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Tips and Ideas

1. Printing and converting schematics
1.1. embedding in LaTeX documents
1.2. converting to GIF or JPEG (useful for embedding in OpenOffice or Word)
1.3. converting to PDF
1.4. Saving to SVG file
2. Cutting and pasting text
3. Useful expression parameters
4. XCircuit Configuration
4.1. Startup script (.xcircuitrc) tips
5. Quick scripting
5.1. Creating info labels from selected labels.
5.2. Creating info labels for pwl input drivers
5.3. Drawing mathematical curves

1. Printing and converting schematics

Of course, XCircuit output is PostScript and is therefore ideally suited to sending directly to a printer. Nevertheless, PostScript is not always the preferred choice for printing. Here are some other options:

1.1. embedding in LaTeX documents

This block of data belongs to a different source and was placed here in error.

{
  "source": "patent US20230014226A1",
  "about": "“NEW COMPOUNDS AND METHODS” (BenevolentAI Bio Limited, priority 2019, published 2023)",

Encapsulated PostScript can be inserted directly into a LaTeX document with the "epsfig" package. LaTeX purists, however, usually like to have continuity between the text of the document and the figure. For that, there is "LaTeX mode" in XCircuit. When this mode is enabled, several things happen: 1) labels created when in LaTeX mode will be marked and processed separately from the figure. 2) when entering text, the backslash key does not generate the special characters display, but just prints a backslash (since backslashes are used often in LaTeX and special characters are declared with backslash commands), and 3) when writing the PostScript output, XCircuit additionally creates a ".tex" file that contains all of the labels in LaTeX format, and a call to "epsfig" to include the image.